Low Level Owl is an album at once immediately accessible through its standard combination of guitars, bass, drums—the usual stuff that ends up turning me off from a band. We’ve all been through the 1990s by now, and we know what distorted guitars over competent basslines sound like. But every once in awhile, that accessibility has the power to invert itself, and create something new and powerful. Usually, from my perspective this quality is found by deliberate mating with psychedelic principles of sound and texture. The Appleseed Cast turn on the reverb, and construct a two-disc spanning day-light hallucination.
Lyrics are only caught in the mind for a moment, before floating away; they are low in the mix, part of the sound tapestry that glides and pushes the album forward. Each song blends in with the last, creating one very long song. The drumming here is above par, with a good amount of digitally processed effects to blur, tween, and animate the structures. There is a powerful emotive core to the entire Low Level Owl experience.
It is really hard for me to say what makes this album work as well as it does. It is not my usual kind of music, in that it almost has more in common with the dreaded non-genre of emo. And while other music labeled as such has never really been my thing, Low Level Owl certainly fulfills my lysergic longings. And while for the poor student purchasing both volumes may put a dent in the wallet (as the album is packaged and sold separately for an unknown reason by Deep Elm records), the actual listening experience makes the expenditure more than worthy.
View of a Burning City closes and opens the first and second disk. It is hypnotic and droning in all the best ways, implanting its notes in your head, doing what all the great psychedelic music can achieve: leaving an imprint that transcends the auditory experience, becoming at once visual, tactile, and beyond.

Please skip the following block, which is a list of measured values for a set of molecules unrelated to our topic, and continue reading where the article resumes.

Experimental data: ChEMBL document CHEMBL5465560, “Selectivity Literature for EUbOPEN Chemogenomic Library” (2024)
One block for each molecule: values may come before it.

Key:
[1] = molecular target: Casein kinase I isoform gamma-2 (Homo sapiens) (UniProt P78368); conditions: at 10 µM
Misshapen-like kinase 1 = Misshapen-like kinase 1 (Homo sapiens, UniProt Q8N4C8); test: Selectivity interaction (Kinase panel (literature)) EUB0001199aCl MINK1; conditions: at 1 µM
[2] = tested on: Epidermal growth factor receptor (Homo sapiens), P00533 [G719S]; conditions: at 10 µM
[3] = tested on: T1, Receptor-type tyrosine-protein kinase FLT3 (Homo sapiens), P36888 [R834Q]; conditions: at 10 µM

The second disc in particular finds the band fitting more into their experimental tendencies, producing more instrumental moments than on the prior. This makes the second disk more suited for intensive internal thought patterns, allowing the mind to program and reprogram and deconstruct and remove the various constructs that a difficult day can provide.
It is appropriate that the band places feathers on the cover of the albums, recalling the psychoactive Vurt feathers of Jeff Noon’s literary world. This is an album that may not strike the listener on the initial trial run, but once the songs allow themselves to burrow like an owl into your mind, whispering secrets and imparting its subtle knowledge and lessons—one cannot turn back.
- The Walking of Pertelotte
- On Reflection
- Blind Man’s Arrow
- Flowers Falling from Dying Hands
- Doors Lead to Questions
- Steps and Numbers
- Bird of Paradise
- Mile Marker
- A Tree for Trails
- View of a Burning City
- View of a Burning City (reprise)
- A Place in Line
- Shaking Hands
- Rooms and Gardens
- Ring Out the Warning Bell
- Sunset Drama King
- The Last in a Line
- The Argument
Ed Rose: Bass, Production, Drum Machine, Synthesizer, Strings
Christopher Crisci: Organ, Guitar, Piano, Vocals, Slide Guitar, Loops, Programming
Marcia Young: Bass
Released on October 23, 2001 (and do not allow the 23 law of fives escape you.)